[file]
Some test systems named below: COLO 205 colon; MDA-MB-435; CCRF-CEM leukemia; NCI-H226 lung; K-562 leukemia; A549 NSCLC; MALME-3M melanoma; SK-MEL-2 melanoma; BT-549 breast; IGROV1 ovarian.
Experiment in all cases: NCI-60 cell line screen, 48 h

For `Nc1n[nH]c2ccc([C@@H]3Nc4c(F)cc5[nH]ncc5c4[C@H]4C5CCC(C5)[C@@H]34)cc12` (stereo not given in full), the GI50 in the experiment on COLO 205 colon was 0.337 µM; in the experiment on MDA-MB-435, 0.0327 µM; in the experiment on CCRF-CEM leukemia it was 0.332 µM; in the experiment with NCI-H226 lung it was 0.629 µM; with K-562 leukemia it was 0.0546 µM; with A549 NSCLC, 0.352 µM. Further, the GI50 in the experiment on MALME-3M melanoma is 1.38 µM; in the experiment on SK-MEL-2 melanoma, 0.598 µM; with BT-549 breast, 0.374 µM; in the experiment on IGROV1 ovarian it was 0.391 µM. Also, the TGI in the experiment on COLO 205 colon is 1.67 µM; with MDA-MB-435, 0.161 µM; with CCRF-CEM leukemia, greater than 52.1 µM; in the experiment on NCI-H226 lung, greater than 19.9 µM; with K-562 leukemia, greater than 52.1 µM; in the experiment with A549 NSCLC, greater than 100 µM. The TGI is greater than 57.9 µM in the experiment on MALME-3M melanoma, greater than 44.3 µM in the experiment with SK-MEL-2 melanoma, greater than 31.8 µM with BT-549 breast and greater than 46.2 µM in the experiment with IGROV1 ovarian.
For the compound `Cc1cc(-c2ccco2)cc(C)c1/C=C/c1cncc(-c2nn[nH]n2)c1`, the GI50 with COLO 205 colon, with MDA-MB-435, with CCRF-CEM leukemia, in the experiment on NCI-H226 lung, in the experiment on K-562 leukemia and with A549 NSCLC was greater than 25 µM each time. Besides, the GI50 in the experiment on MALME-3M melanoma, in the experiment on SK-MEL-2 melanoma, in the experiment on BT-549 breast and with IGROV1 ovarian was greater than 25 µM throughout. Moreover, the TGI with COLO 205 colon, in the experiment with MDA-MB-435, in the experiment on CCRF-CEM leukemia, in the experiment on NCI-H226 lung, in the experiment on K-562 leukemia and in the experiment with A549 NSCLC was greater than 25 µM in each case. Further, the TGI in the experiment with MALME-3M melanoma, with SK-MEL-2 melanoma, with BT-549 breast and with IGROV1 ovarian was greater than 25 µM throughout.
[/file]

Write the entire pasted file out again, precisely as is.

Some test systems named below: COLO 205 colon; MDA-MB-435; CCRF-CEM leukemia; NCI-H226 lung; K-562 leukemia; A549 NSCLC; MALME-3M melanoma; SK-MEL-2 melanoma; BT-549 breast; IGROV1 ovarian.
Experiment in all cases: NCI-60 cell line screen, 48 h

For `Nc1n[nH]c2ccc([C@@H]3Nc4c(F)cc5[nH]ncc5c4[C@H]4C5CCC(C5)[C@@H]34)cc12` (stereo not given in full), the GI50 in the experiment on COLO 205 colon was 0.337 µM; in the experiment on MDA-MB-435, 0.0327 µM; in the experiment on CCRF-CEM leukemia it was 0.332 µM; in the experiment with NCI-H226 lung it was 0.629 µM; with K-562 leukemia it was 0.0546 µM; with A549 NSCLC, 0.352 µM. Further, the GI50 in the experiment on MALME-3M melanoma is 1.38 µM; in the experiment on SK-MEL-2 melanoma, 0.598 µM; with BT-549 breast, 0.374 µM; in the experiment on IGROV1 ovarian it was 0.391 µM. Also, the TGI in the experiment on COLO 205 colon is 1.67 µM; with MDA-MB-435, 0.161 µM; with CCRF-CEM leukemia, greater than 52.1 µM; in the experiment on NCI-H226 lung, greater than 19.9 µM; with K-562 leukemia, greater than 52.1 µM; in the experiment with A549 NSCLC, greater than 100 µM. The TGI is greater than 57.9 µM in the experiment on MALME-3M melanoma, greater than 44.3 µM in the experiment with SK-MEL-2 melanoma, greater than 31.8 µM with BT-549 breast and greater than 46.2 µM in the experiment with IGROV1 ovarian.
For the compound `Cc1cc(-c2ccco2)cc(C)c1/C=C/c1cncc(-c2nn[nH]n2)c1`, the GI50 with COLO 205 colon, with MDA-MB-435, with CCRF-CEM leukemia, in the experiment on NCI-H226 lung, in the experiment on K-562 leukemia and with A549 NSCLC was greater than 25 µM each time. Besides, the GI50 in the experiment on MALME-3M melanoma, in the experiment on SK-MEL-2 melanoma, in the experiment on BT-549 breast and with IGROV1 ovarian was greater than 25 µM throughout. Moreover, the TGI with COLO 205 colon, in the experiment with MDA-MB-435, in the experiment on CCRF-CEM leukemia, in the experiment on NCI-H226 lung, in the experiment on K-562 leukemia and in the experiment with A549 NSCLC was greater than 25 µM in each case. Further, the TGI in the experiment with MALME-3M melanoma, with SK-MEL-2 melanoma, with BT-549 breast and with IGROV1 ovarian was greater than 25 µM throughout.